Carbon isotopes seem to show ancient samples really are living in origin.

Like other finds in this category, the Apex Chert has seen its fair share of controversy as researchers skeptically poked and prodded. Just two years ago, we covered a study that concluded these microfossils were simply clever lookalikes created by minerals crystallizing near a hydrothermal vent. In that version of events, some carbon (which may or may not have come from living things) stuck to vaguely microbe-shaped mineral crystals.

A recent study led by William Schopf—who discovered the Apex Chert in the first place—brings newer tools to bear on the question. And the researchers believe the results show that these microfossils are not impostors.

Schopf and his team subjected 11 purported fossils from the original sample to an incredibly precise spot-measurement instrument that can determine the mix of carbon isotopes that are present. (It’s the same instrument that we once visited, in fact.)

The first question is simply whether the carbon in the fossils—and the random carbon particles that can be found around them—matches the isotope signature of carbon from living organisms. Biology is somewhat choosy when it comes to isotopes of carbon. The extra neutron in carbon-13 causes organisms to prefer its lighter version; non-biological chemical reactions are typically more indiscriminate. So an unusually low share of carbon-13 is an indicator of biological carbon.

All the carbon in the samples passes this test. And the carbon inside the fossils contained even less carbon-13 than the random bits of carbonaceous stuff outside the fossils.

But the most interesting comparison is between the relevent fossil specimens. In the original study, Schopf identified five different types of fossils in the Apex Chert, which he suggested corresponded to five different species or types of microbial organisms. It turns out they each had distinct carbon isotope signatures. If these fossils were just lookalike mineral crystals coated in carbon, you would expect to see no consistent carbon isotope pattern—they should all be roughly the same. But if these were different types of organisms subsisting on different chemical fuels, it would make sense to see variations in the carbon isotopes.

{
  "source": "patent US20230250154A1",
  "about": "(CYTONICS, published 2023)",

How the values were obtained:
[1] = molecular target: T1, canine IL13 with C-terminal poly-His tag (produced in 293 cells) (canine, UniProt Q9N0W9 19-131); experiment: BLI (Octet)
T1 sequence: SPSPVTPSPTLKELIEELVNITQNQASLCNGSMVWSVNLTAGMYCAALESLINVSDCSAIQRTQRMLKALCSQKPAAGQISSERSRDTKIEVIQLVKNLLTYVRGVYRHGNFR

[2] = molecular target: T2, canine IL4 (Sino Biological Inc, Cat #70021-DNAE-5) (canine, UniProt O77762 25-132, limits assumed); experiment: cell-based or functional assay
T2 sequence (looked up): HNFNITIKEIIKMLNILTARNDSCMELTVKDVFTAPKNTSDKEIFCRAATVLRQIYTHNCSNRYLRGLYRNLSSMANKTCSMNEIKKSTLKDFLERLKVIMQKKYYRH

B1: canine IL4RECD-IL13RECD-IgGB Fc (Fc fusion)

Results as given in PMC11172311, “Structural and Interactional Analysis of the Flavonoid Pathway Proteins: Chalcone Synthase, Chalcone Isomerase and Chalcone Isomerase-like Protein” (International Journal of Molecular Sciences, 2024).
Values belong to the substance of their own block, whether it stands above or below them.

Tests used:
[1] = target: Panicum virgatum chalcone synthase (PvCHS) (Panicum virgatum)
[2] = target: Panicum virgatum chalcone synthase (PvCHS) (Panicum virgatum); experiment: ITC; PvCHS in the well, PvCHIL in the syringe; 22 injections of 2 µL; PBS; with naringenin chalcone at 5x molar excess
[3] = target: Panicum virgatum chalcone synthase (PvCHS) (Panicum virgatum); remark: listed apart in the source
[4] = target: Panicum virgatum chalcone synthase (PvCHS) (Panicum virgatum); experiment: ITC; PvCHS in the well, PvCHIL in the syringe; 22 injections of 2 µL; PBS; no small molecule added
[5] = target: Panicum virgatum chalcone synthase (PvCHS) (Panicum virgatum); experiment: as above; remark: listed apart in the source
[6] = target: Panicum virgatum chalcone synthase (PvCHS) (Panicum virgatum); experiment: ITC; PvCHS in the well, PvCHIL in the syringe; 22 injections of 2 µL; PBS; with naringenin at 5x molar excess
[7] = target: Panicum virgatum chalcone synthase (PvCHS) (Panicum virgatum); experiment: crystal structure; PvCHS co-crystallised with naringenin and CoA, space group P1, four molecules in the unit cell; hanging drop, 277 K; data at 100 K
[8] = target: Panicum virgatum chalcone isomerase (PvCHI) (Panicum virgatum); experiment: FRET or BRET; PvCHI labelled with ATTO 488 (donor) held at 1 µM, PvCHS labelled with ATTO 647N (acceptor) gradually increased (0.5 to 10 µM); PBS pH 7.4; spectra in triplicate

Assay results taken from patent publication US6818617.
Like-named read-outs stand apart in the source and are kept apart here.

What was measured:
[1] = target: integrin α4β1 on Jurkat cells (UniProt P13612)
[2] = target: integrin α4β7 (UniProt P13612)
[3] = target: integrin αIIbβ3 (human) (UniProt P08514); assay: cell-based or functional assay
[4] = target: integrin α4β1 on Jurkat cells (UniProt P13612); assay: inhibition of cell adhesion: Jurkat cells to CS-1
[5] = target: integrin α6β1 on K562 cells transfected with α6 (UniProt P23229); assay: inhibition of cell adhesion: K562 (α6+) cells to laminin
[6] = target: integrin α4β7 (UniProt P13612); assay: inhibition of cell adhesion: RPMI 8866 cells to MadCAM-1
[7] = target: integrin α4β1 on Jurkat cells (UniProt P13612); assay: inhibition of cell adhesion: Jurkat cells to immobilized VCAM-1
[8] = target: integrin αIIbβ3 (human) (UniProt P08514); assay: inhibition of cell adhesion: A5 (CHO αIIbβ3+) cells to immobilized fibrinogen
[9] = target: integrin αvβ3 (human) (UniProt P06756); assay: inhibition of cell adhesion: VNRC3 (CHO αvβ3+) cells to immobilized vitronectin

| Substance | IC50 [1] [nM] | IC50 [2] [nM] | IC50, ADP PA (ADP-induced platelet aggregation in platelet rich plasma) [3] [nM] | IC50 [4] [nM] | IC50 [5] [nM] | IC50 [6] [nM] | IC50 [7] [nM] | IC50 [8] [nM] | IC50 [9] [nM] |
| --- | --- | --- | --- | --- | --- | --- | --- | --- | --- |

The isotope signatures can actually hint at what these organisms would have been like. Two of them are within the range of photosynthetic, single-celled life.

The other three would match up with an interesting pair: methane-producing archaea and methane-consuming bacteria. That would be pretty cool, as the existence of these two types of life have been guessed at from carbon isotope measurements of very old rocks but never pinned to specific microbial fossils. Their presence would hint at the diversity of life, even in the early days. Then again, recent studies have claimed to find evidence of life from 3.7 or even 3.95 billion years ago—and that would make 3.47 billion-year-old lifeforms comparative spring chickens.

But as for the truth about the Apex Chert, the authors argue there is simply too much consistent evidence supporting the conclusion that these are real microbial fossils. The multiple lines of evidence make it more difficult to find a plausible non-biological explanation. They’ll now probably keep their place in an exclusive VIP section unless a better objection comes along.

Proceedings of the National Academy of Sciences, 2017. DOI: 10.1073/pnas.1718063115  (About DOIs).

In honor of the 50th anniversary of the beginning of the Apollo Program, Ars Technica brings you an in depth look at the Apollo missions through the eyes of the participants.

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